Forbes, Bloomberg Battle It Out on MLB Team Valuations

Right around Opening Day, Forbes publishes its annual report on MLB team valuations. There is information on team revenues, debt, net income, and overall franchise value. The 2013 valuations, published in March, relied on 2012 numbers, plus a bit of forecasting about teams likely to land new, lucrative local TV contracts soon.

Now Bloomberg Business is getting into the act. A few weeks ago, Bloomberg published its own MLB team valuations, along with a terrific infographic comparing each team to the 29 others. Bloomberg also dug a bit deeper, and broke down each team’s revenue into gate receipts, concessions, sponsorships, and media rights. Bloomberg also used 2012 numbers, but reflected higher revenue and valuation figures than Forbes’ report from earlier this year.

We’ll get to the numbers in a second, but first a few words about the reliability of these valuations. The Forbes author doesn’t specify his sources. We don’t know if any teams or the league cooperated or provided information. We don’t know what secondary sources he may have relied on if teams didn’t cooperate. Bloomberg, on the other hand, is clear on where it obtained the information in its report:

Data for franchise valuations were provided by sports bankers, media consultants, municipalities, financial statements and people familiar with team operations. Calculations were compiled for the 2012 season and made available to each team and MLB for review and comment. Four teams didn’t return calls or e-mails. Sixteen declined to comment.

That means ten teams did provide at least some comment. Indeed, representatives from the A’s and the Giants told Bloomberg their team valuations were too low.

The fact that Bloomberg reported its sources and Forbes didn’t doesn’t make Bloomberg’s numbers inherently more reliable. Without access to the financial reports each team sends to MLB or to MLB’s own financial records, Forbes and Bloomberg are estimating. There’s some hard data and a lot of educated guesswork. Read the numbers with those caveats in mind.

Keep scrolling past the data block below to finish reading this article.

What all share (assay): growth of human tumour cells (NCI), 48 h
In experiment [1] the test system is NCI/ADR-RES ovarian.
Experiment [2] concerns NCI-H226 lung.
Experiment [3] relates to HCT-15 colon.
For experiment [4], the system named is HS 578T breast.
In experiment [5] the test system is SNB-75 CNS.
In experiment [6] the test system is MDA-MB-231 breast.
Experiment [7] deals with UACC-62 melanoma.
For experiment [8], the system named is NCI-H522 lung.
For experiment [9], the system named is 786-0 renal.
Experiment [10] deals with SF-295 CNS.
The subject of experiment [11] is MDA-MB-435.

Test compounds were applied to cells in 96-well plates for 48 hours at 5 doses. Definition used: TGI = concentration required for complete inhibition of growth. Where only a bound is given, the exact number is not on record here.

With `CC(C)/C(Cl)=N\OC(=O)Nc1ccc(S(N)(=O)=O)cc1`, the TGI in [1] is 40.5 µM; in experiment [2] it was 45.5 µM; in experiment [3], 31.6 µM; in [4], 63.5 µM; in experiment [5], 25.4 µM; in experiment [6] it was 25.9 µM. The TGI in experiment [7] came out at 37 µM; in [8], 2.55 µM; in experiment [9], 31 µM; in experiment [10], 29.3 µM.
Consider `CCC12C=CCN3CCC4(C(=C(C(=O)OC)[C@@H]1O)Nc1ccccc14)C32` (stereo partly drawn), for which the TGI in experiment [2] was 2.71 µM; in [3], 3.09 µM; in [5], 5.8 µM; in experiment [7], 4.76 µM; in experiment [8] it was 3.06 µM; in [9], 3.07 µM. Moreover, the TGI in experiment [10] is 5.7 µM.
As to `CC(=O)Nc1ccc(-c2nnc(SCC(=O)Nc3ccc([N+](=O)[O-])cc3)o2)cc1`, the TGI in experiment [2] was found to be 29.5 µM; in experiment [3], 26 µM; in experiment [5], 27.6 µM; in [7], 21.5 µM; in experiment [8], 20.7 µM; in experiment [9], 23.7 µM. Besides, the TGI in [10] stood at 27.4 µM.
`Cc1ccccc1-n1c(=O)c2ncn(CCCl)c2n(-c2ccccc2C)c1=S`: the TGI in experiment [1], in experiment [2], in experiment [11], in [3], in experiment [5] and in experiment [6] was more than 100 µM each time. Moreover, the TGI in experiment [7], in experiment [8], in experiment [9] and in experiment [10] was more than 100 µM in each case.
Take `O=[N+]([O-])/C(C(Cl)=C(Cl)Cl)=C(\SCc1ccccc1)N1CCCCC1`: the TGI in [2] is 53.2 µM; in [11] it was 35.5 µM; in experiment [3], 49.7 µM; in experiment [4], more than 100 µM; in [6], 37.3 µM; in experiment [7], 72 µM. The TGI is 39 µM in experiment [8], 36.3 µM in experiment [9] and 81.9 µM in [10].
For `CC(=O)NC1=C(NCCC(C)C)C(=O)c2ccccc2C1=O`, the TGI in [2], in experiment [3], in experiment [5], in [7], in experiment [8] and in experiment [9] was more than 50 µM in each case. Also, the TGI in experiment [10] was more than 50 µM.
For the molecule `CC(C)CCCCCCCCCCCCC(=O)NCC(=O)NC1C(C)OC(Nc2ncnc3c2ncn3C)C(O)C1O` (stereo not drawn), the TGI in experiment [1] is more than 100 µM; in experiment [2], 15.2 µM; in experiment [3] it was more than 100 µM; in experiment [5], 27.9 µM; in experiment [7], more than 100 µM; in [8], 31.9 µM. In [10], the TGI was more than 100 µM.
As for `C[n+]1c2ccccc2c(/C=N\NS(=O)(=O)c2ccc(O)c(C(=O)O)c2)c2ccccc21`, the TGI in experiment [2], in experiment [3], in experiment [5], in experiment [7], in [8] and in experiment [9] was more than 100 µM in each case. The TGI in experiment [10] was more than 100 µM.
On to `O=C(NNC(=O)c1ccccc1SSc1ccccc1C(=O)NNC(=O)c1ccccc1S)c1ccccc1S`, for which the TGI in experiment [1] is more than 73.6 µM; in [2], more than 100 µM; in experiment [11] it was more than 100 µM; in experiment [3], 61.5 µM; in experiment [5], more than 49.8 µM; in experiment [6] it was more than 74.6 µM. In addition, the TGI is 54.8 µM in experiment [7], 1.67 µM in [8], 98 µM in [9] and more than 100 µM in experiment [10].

One more thing. Forbes’ team valuations do not include any equity the team owns in a local sports programming channel. So, for example, the Yankees’ stake in the YES Network is excluded from the team’s valuation. In Forbes’ view, if the TV equity can be valued and sold separately, then it shouldn’t be included in the franchise valuation. Bloomberg takes the opposite view. Those teams that own a slice of their TV broadcaster see substantially higher valuations in the Bloomberg report, as compared to Forbes.

Let’s start with the valuation numbers, following Bloomberg’s rankings.

Team Bloomberg Franchise Value Bloomberg TV Equity Forbes Franchise Value
1 Yankees $3,280,000,000 $932,000,000 $2,300,000,000
2 Dodgers $2,100,000,000 $0 $1,615,000,000
3 Red Sox $2,060,000,000 $675,000,000 $1,312,000,000
4 Mets $2,050,000,000 $1,165,000,000 $811,000,000
5 Cubs $1,230,000,000 $181,000,000 $1,000,000,000
6 Giants $1,230,000,000 $230,000,000 $786,000,000
7 Orioles $1,120,000,000 $432,000,000 $618,000,000
8 Angels $1,090,000,000 $160,000,000 $718,000,000
9 Phillies $1,040,000,000 $0 $893,000,000
10 Rangers $1,010,000,000 $120,000,000 $764,000,000
11 White Sox $960,000,000 $226,000,000 $692,000,000
12 Blue Jays $950,000,000 $236,000,000 $568,000,000
13 Nationals $850,000,000 $108,000,000 $631,000,000
14 Tigers $830,000,000 $0 $643,000,000
15 Cardinals $805,000,000 $0 $716,000,000
16 Astros $800,000,000 $139,000,000 $626,000,000
17 Braves $760,000,000 $0 $629,000,000
18 Mariners $720,000,000 $0 $644,000,000
19 Twins $700,000,000 $0 $578,000,000
20 Padres $685,000,000 $43,000,000 $600,000,000
21 Reds $680,000,000 $0 $546,000,000
22 Brewers $615,000,000 $0 $562,000,000
23 Pirates $610,000,000 $0 $479,000,000
24 D’Backs $600,000,000 $0 $584,000,000